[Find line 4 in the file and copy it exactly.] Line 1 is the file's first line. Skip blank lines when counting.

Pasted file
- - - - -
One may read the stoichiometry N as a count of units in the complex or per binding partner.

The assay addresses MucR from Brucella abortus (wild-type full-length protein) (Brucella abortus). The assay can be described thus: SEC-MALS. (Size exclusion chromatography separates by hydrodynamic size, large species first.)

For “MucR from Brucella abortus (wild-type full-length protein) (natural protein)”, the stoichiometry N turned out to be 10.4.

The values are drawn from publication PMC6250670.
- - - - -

The values are drawn from publication PMC6250670.